Is Destiny 2 Better Than its Predecessor?

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Destiny 2 has been out for nearly a week now. I have played quite a bit of Destiny 2 and an absolute boat-load of the original game and feel like now is the best time for me to start comparing the games, in what they did right and what things still baffle me!

The shining star in this comparison is by far the story. The Destiny universe is one filled with deep and rich lore about guardians you fight alongside and those who weren’t fortunate enough to make it back to The Last City. It also goes so deep into our enemies motivations and beliefs, personifying these seemingly blood-thirsty aliens and showing us just why they are so evil. The original story was lackluster, there isn’t really an argument that can be made the other way. The characters were 2D and their motivations even thinner. Destiny 2 improves on this so significantly in more ways than just adding some interaction with the Vanguard, who explain why these enemies need to die.

The cutscenes are incredible. Ghaul gets a lot of screen time and as the campaign progresses, the player is given his motivations for the horrific  crimes he has committed. The best baddies in videogames and movies are ones that have the potential to make you feel sad when they start telling of the woes that lead them to where they are now and Bungie did this with Ghaul perfectly, while maintaining his “world destroyer” image.

This is just a fraction of how the Destiny 2 storytelling has improved though. Side missions in the form of exotic quests and adventures in patrols go far beyond any additional content in Destiny 1. These missions, while some seem a little random and possibly pointless, give you everything from bottom of the barrel, couldn’t squeeze this into its own mission to foreshadowing of scary things to come from DLC’s and future installments of the game. There is plenty of dialogue and perfect set piece moments too, as well as the grimoire lore being in game and tied to weapons and armour and scanable objects in the world to learn niche details about the major races and the golden age.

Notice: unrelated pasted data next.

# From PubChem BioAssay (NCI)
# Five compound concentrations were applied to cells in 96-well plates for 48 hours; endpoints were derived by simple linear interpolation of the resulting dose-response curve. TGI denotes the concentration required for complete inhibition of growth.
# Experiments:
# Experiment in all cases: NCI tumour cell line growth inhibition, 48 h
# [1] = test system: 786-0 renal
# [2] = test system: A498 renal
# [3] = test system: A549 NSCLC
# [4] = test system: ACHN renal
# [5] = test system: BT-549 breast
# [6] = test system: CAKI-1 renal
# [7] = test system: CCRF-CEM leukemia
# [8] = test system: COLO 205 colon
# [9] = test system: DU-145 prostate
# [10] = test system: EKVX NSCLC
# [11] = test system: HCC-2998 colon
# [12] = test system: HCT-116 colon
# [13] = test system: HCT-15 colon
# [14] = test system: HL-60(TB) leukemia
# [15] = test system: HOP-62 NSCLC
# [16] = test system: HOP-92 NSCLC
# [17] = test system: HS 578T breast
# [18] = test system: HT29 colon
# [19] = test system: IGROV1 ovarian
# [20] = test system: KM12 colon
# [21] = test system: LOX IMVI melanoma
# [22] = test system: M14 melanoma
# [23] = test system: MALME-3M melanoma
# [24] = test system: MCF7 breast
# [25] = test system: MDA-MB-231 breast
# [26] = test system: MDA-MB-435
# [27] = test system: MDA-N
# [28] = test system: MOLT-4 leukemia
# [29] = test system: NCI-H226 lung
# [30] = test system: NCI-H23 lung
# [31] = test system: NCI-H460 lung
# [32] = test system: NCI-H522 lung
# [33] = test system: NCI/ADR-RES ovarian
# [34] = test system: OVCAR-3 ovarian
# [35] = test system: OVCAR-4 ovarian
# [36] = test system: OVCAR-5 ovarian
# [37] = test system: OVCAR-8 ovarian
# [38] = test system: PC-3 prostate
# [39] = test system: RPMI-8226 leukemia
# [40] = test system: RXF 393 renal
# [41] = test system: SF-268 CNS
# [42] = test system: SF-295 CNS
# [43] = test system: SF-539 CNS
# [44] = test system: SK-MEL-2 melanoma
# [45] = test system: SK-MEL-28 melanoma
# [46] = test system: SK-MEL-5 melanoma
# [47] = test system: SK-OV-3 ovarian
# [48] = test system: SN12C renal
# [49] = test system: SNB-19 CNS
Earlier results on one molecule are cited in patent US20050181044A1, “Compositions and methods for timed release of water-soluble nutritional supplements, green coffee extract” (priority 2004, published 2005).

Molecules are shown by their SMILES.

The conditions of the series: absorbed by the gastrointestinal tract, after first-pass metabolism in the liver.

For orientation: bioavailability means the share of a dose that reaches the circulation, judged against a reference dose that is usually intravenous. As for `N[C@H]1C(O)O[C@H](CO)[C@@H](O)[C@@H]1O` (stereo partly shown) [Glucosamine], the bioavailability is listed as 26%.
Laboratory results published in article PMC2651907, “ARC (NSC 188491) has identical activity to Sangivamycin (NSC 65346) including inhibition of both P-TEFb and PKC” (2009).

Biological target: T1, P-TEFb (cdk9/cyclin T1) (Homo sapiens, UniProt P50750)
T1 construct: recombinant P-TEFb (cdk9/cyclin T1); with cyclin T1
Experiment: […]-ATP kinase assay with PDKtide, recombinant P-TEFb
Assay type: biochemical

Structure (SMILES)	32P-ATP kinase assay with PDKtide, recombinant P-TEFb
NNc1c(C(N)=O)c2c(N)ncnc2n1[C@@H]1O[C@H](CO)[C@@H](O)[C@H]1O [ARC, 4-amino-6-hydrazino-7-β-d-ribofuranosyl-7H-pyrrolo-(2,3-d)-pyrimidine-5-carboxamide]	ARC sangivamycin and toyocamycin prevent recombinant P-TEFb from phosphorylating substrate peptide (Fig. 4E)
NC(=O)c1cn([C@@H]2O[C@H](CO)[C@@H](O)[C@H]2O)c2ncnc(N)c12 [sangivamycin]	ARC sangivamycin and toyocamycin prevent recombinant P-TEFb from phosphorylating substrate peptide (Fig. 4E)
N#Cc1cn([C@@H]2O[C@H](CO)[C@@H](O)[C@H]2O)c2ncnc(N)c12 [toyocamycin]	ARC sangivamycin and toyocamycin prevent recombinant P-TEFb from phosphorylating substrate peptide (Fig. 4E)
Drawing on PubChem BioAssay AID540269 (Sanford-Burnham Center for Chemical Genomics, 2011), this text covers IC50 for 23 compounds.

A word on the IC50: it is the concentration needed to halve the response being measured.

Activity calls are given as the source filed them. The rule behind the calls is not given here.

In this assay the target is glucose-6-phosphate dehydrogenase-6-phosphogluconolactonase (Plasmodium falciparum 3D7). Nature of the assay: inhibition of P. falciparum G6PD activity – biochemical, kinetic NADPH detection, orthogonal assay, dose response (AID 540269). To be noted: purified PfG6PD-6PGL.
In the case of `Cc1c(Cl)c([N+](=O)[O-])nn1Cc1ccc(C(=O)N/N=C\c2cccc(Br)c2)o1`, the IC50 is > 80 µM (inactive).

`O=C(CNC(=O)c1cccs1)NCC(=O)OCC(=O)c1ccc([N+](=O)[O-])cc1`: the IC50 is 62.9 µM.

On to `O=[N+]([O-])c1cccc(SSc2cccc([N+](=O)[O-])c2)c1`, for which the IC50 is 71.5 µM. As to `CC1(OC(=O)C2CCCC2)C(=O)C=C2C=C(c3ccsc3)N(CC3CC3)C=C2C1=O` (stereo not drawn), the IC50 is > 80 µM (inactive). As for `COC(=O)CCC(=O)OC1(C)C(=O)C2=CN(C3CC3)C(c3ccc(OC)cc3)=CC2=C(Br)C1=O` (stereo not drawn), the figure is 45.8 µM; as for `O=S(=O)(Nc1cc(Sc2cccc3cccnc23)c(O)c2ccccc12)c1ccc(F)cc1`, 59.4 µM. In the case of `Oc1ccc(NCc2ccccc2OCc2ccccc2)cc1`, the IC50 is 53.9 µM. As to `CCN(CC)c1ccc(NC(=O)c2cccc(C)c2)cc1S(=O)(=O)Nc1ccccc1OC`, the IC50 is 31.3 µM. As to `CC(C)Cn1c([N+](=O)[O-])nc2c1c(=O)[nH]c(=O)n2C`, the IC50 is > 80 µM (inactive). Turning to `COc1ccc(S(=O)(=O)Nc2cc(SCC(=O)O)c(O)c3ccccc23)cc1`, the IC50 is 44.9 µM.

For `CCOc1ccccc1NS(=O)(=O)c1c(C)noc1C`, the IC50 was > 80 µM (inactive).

The faction reputation and ranking up systems got a massive overhaul in favour of ditching a lot of unused or pointless currencies too. I, personally, like this change although I will miss collecting motes of light and strange coins for the next 3 years. These new tokens are earned by doing pretty much anything more challenging than killing standard enemies. They can be dropped from high value targets in the world, public events, completing challenges and lost sectors… the list really does go on.

The unfortunate thing about this system is that it is hard to level up after you hit a certain power threshold with these vendors, and the rewards you get will always roll with the same perks, as is the new system in Destiny 2.

Crucible feels fresher as 4v4, although the competitive category definitely needs looking at and a ranking system added. Public events now are a serious consideration when grinding for end-game gear, especially if you trigger the heroic ones. The strikes feel great, mostly. There is one of the five that I do not care for and it really dampens my want to do the strike playlist, especially seeing how unevenly weighted towards some strikes that playlist seems to be.

All in all, Destiny 2 is more Destiny. There are no sweeping changes to the core systems, just really great quality of life updates and more of the things you love about the game, all happening at once. If you liked the first, get this game no question. If you didn’t, the new one is probably still worth a try as a lot of the old archaic systems have been scrapped and replaced.

George Seymour